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LaMalfa urges Senate, Obama to act on border bills

Tim Hearden

Capital Press

A congressman who sits on the House of Representatives' agriculture committee is calling for President Barack Obama and the Senate to act on border security legislation that recently passed the lower chamber. Rep. Doug LaMalfa, a rice farmer, has said he favors immigration reform but said an open border would cause chaos.

REDDING, Calif. — U.s. Rep. Doug LaMalfa is urging President Barack Obama to abandon talk of issuing executive orders on immigration and instead embrace border-security bills that recently passed the House of Representatives.

LaMalfa, R-Calif., a rice grower who sits on the lower chamber’s agriculture committee, said the president should call for the Senate to return to session and act on legislation that House members passed just before leaving Washington, D.C., for their August recess.

“I expect him to do the right thing,” LaMalfa told the Capital Press. “I don’t want to send any signal that we expect him to do the wrong thing.

“If he issues an executive order, we’re going to have problems,” the congressman said. “We’re not going to fund his executive order.”

LaMalfa’s remarks followed a nearly two-hour town-hall meeting at the city library here on Aug. 18, at which immigration and border security were key topics.

House Republicans on Aug. 1 pushed through a $694 million border security bill that would provide $35 million for National Guard troops stationed on the border and clarify a provision on quickly returning unaccompanied minors from Central America to their home countries, according to The Associated Press.

A second bill targets Obama’s Deferred Action for Childhood Arrivals program, which directs agencies not to take action against illegal immigrants who came to the U.S. as children. Republicans blame the DACA program for the 57,000 unaccompanied minors who have flooded across the southern border since last October, according to Breitbart News.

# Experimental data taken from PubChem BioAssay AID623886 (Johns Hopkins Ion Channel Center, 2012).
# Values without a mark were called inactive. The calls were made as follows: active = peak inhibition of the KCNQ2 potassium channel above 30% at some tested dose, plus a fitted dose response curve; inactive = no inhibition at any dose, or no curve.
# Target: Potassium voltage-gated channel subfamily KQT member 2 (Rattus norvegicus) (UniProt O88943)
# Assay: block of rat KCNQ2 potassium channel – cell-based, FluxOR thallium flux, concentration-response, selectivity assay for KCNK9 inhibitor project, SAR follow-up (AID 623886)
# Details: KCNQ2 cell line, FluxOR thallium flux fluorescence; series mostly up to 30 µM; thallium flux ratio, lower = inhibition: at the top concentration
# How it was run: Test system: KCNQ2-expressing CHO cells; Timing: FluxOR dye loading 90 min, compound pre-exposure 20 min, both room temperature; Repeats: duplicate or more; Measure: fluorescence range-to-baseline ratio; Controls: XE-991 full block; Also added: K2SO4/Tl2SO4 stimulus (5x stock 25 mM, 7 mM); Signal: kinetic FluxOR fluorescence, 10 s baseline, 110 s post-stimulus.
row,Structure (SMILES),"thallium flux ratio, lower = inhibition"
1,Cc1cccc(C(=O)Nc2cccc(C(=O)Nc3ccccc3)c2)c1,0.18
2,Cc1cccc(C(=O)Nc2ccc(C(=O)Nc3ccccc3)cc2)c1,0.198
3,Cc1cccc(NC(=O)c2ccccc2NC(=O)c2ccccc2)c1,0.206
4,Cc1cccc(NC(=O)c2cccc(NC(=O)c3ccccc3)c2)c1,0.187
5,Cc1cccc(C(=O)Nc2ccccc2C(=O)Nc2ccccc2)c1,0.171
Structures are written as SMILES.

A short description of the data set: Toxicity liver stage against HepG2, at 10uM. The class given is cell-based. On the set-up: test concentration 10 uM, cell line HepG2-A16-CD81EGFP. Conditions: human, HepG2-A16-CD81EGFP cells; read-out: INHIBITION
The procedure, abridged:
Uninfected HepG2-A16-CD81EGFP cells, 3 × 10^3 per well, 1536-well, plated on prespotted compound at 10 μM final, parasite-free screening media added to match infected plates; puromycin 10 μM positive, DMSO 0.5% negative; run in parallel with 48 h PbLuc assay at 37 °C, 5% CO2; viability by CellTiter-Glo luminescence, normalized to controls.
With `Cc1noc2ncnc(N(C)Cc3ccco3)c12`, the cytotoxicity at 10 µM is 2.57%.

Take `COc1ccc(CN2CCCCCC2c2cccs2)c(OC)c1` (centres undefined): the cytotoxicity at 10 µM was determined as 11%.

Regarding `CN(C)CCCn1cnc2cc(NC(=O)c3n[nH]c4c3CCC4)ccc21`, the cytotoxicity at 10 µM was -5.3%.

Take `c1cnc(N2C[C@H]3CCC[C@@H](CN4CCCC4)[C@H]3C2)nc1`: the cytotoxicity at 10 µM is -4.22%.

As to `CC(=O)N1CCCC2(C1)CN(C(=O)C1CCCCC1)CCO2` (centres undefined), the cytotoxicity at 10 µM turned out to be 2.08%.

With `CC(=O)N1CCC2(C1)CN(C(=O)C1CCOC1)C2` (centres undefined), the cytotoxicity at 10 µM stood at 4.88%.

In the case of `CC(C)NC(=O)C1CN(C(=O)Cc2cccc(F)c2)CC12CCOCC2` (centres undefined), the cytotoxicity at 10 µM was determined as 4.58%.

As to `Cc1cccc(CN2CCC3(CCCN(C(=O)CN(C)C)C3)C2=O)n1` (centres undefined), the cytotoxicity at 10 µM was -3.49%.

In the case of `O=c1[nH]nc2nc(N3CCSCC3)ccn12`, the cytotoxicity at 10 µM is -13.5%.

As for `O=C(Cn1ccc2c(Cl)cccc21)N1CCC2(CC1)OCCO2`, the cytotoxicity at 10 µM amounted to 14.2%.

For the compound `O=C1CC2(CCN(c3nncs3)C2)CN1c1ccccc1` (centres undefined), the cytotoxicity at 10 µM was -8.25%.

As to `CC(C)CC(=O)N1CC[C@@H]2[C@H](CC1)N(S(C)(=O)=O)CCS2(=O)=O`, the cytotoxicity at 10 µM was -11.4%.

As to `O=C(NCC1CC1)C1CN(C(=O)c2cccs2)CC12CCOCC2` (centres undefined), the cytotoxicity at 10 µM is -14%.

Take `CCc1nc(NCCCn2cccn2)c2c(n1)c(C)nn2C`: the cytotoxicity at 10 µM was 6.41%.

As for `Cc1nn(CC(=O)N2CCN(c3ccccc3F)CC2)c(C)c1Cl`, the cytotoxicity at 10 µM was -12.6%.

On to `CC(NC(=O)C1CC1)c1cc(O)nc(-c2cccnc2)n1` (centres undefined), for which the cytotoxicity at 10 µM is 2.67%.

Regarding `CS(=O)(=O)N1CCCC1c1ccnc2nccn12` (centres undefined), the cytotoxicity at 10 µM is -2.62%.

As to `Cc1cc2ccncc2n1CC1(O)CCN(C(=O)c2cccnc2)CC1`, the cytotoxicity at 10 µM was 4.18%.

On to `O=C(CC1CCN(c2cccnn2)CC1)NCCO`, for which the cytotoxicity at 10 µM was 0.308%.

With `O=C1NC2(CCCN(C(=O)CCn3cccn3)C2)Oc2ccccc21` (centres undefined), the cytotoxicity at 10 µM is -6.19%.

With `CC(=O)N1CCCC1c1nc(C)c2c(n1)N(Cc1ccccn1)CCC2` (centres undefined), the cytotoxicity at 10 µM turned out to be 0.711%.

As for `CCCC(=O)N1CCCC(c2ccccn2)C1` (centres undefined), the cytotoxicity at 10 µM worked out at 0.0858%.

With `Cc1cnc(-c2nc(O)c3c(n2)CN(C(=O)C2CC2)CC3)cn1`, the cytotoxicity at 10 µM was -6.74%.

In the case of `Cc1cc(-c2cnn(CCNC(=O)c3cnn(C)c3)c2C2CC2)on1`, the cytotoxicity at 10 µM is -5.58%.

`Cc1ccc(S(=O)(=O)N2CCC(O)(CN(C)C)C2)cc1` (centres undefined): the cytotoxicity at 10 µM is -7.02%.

However, the Senate has blocked its version of a border-security bill, and Obama has said he’d veto the House versions if they came to his desk. LaMalfa told about 50 area residents the U.S. government is “sending a very mixed signal” about the nation’s laws with the DACA program and a relaxed interpretation of a law granting political asylum.

The immigration bills are among about 350 piece of legislation that passed the House in the current session but died in the Senate, the congressman said.

“The House has been doing its work in the last year and a half,” he said. “If you don’t like what is happening, call your senators.”

The conservative LaMalfa said earlier this year that he had made a “pivot” on immigration reform and now believes it should be done this year. He said he had been swayed by conversations with farmers — particularly in the nursery industry – who have suffered through labor shortages in recent years.

But an open border would bring chaos and impact the social system, he said on Aug. 18. He noted that many schools are not prepared for the hordes of immigrants who will show up for classes this fall.

Many of his constituents agreed. Alex Landi of Redding said immigration impacts every facet of life in California.

“We’re now 40 million people in this state,” he said. “When it’s 60 million, all years are going to be drought years, and drought years are going to be a disaster.”

LaMalfa said that whatever reforms are enacted, the U.S. must enforce the border laws that are on the books. The government should also streamline the process for applying for work visas and citizenship, he said.

Right now, “there’s really no trust that the government’s going to enforce the laws that you put in place,” he said.


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